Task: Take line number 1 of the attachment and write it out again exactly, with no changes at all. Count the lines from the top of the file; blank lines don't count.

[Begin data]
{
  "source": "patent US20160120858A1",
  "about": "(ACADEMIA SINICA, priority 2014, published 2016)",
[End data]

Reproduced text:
{